The White Shadow had the potential for really cliched premise for a show: a former NBA player forced to retire because of a knee injury returns to his old high school which is not the place it used to be. The school’s principal just happens to be his former roommate from Boston College and talks him into taking the job of basketball coach at their high school alma mater. But there is a catch, these kids are tough and the times (and the kids) have changed and not for the better.
It’s tired story that has been overdone, like the White Shadow’s very popular contemporary “Welcome Back Kotter” for example, but “The White Shadow” was so much more than a Kotter redux. Produced by Bruce Paltrow (Gwyneth’s Paltrow’s father) and MTM productions (the same folks who brought you “Mary Tyler Moore” and “Rhoda”), this wasn’t simply a basketball version of the insanely popular WBK. The White Shadow was serious. For the first time a prime time network show was centered around teenagers (black and Hispanic teens to me more precise) that didn’t reduce the characters into caricatures. Everyone had their own complicated personality which saw the world as shades of grey rather than the often over simplified black-white or good vs evil typical of then network TV like WBK. If you think about it, for all of the Sweat-hogs’ tough talk, the audience never saw those chumps get into a fight. There have been a lot of stupid things forced down the throat of the America public, but “Welcome Back Kotter” is one of the dumbest.
Instead the “White Shadow” brought a real gritty reality to prime time television and showing the audience that modern teenagers didn’t live the life of Reilly and that the kids living in the ghetto are constantly bombarded with outright dangerous influences. From gangs to point shavings to drugs to high school prostitutes and even a member of the team getting gunned down in a liquor store before the city championship, if you were a Carver High graduate, you’ve pretty much seen the entire gambit of human misery. And it would’ve been easy for the writers to go the complete opposite way of like Kotter kids and make each episode a weekly “After School Special” about the danger du jour. They didn’t do that.
Unfortunately, The White Shadow didn’t garner the high ratings it deserved but the show received marked critical acclaim and paved the way for later more realistic dramas such as Hill Street Blues, St. Elsewhere and My So-Called Life.
Fun fact: The show originated from (coach) Ken Howard’s own experiences as a high school basketball star at Manhasset High School on Long Island. Howard was one of the few white basketball players at the school and the only white player in the starting lineup and had been nicknamed “The White Shadow.”
When the JPFmovies staff acquired the DVD’s they were not easy to find, but given today’s availability of virtually any show ever made if you want to see something groundbreaking which themes and gritty techniques are still used today give The White Shadow a look, chances are you won’t regret it.
Ok JPFmovie fans here is Part 2 of Heaven and Earth (1990).
In part one of the Heaven and Earth review we talked about how equally matched these 2 warlords were. Now we are going to look at what is probably a pretty authentic recreation of the battle formations used during that period of Japanese history.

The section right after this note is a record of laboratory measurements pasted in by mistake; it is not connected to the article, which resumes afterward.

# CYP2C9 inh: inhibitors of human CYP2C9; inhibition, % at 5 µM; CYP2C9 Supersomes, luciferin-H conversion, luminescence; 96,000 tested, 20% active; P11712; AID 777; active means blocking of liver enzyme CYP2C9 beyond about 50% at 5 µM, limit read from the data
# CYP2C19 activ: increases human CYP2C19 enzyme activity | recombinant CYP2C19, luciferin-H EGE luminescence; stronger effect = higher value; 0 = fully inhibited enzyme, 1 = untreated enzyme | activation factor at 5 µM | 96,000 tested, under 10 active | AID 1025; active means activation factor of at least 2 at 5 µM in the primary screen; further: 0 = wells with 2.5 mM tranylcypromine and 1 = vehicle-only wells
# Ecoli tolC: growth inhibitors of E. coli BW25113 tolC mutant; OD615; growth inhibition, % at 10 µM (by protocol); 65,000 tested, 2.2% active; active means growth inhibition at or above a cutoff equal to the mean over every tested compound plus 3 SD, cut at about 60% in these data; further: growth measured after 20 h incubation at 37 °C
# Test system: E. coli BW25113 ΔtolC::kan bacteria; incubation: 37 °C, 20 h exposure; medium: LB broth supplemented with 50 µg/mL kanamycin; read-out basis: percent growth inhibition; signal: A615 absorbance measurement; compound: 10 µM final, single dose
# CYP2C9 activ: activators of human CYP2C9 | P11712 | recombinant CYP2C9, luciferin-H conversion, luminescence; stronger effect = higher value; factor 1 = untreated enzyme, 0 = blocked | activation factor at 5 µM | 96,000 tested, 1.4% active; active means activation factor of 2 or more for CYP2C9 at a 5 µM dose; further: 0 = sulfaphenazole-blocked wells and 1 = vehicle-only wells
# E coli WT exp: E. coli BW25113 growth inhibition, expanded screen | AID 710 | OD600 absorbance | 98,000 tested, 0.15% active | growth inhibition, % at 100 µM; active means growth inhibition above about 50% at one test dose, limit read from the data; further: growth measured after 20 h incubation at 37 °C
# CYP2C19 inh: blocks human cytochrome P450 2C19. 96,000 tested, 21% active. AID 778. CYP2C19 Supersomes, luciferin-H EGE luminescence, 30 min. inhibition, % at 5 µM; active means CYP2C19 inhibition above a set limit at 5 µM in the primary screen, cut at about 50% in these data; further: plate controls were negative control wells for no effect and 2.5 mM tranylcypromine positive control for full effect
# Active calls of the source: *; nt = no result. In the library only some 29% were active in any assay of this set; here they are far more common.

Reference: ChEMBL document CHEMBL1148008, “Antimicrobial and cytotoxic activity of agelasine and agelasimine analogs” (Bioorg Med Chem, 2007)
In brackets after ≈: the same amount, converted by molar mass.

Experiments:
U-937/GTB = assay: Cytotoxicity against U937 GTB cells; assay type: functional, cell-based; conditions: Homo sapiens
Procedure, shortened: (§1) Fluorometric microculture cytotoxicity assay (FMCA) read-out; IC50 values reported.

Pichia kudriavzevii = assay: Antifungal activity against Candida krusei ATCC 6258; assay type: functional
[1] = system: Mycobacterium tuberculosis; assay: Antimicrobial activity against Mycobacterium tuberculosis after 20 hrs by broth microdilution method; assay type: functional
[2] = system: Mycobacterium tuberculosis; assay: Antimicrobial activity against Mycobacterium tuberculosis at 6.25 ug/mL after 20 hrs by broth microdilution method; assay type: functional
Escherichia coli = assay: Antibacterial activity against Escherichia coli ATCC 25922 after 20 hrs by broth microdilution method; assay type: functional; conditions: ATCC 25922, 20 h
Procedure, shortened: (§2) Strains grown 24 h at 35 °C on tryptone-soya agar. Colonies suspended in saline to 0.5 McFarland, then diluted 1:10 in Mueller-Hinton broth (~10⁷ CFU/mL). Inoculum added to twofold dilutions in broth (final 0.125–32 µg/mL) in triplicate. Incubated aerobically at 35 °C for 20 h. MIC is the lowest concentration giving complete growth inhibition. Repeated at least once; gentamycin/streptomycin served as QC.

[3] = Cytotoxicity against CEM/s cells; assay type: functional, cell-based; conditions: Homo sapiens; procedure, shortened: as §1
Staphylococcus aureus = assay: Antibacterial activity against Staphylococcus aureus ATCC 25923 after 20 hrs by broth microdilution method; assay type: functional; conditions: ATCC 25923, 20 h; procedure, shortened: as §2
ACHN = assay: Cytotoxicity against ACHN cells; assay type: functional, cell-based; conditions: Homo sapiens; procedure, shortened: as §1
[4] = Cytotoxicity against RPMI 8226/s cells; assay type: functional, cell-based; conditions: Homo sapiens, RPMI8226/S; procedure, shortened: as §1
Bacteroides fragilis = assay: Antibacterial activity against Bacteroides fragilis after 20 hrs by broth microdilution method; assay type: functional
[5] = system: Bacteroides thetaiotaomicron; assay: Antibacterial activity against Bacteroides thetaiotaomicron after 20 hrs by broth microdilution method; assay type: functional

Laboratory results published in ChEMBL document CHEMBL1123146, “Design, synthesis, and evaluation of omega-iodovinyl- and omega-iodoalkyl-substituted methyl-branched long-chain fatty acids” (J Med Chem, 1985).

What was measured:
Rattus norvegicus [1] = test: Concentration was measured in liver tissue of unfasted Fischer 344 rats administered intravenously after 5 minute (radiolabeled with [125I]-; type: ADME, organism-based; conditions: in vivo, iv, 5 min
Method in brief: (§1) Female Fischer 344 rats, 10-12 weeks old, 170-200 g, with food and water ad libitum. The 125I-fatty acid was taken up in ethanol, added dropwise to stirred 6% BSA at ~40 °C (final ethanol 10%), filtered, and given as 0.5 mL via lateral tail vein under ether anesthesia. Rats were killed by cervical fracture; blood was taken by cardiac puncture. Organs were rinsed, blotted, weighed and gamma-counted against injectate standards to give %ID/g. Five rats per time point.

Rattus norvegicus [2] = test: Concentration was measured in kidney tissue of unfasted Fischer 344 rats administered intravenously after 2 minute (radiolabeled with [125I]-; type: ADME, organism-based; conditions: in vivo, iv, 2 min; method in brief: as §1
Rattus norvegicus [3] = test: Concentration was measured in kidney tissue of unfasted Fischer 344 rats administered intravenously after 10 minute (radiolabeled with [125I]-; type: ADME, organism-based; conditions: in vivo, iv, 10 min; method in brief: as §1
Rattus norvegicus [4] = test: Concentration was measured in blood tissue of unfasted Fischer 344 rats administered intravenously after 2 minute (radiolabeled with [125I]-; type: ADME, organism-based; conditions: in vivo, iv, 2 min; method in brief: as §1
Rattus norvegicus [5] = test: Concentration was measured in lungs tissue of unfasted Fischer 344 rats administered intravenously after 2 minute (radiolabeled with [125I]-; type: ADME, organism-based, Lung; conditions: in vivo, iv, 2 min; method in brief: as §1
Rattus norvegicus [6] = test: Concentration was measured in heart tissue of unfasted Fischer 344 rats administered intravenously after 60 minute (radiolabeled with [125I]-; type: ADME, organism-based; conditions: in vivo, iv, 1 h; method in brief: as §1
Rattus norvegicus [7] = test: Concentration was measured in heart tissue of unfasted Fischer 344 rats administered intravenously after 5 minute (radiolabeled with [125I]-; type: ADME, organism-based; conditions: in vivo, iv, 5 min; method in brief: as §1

Kenshin’s “Winding Wheel” vs. Shingen’s “Crane.”
We briefly discuss to the “Winding Wheel” employed by Kenshin and Singen’s “Crane” technique. According to Japanese historian Stephen Turnbull the “Kuruma gakari” (wheel) this formation, drawn like a spiral, envisages successive units of an army being brought against the enemy ‘as the wheel winds on’. It is famously described in the Koyo Gunkan as being the formation adopted by Uesugi Kenshin for his dawn attack against Takeda Shingen at the fourth battle of Kawanakajima in 1561. It is essentially an idealized representation of a tactical move that replaces tired units by fresh ones without breaking the momentum.
Singen’s The Woodpecker pecks at the tree, and the vibrations scare the insect out so he can eat it. Kansuke (a Singen General) suggested sending a garrison up the mountain by a round-about route late at night to “peck” at the Kenshin’s troops in the early hours, flushing them down to the plain below where the bulk of the Takeda forces would be waiting!
The plan was approved, and troops went up the mountain, however when they arrived, the Uesugi, whether through having guessed the maneuvers or from having been tipped off by spies, had moved down the opposite side of the mountain in the darkness, and positioned themselves on the plain where the Takeda would not be expecting them for a another few hours. This did not help Takeda’s cause at all.
Kenshin’s tactics for so effective that they broke through Singen’s lines and were able to personally attack the Takeda himself who received some cuts until some of his bodyguards were able to come to his aid and help fight of Kenshin himself as well as other in cadre.
The battle was costly for both sides. a costly battle for both sides. Kenshin had lost 72 percent, or roughly 12,960 men, while Shingen, although taking 3,117 enemy heads as trophies, had lost 62 percent, or 12,400 men. In one of the largest battles ever fought in Japanese history, the “Crane’s Wing” formation, when executed by well-disciplined troops, could only temporarily stop that of the “winding wheel.”
Once again, these two rivals managed to fight to a stalemate—nothing ever being settled between the two they even died within months of each other.
The JPFmovie staff all recommend this film.
Posted by JPFmovies on June 9, 2019 in Movie Reviews
Tags: 1990 film, action, commentary, comments, film, history, Japanese film, Kenshin, military, Movie, movies, reviews, rival warlord, samurai, security, stalemate, Takeda Singen, War, warring states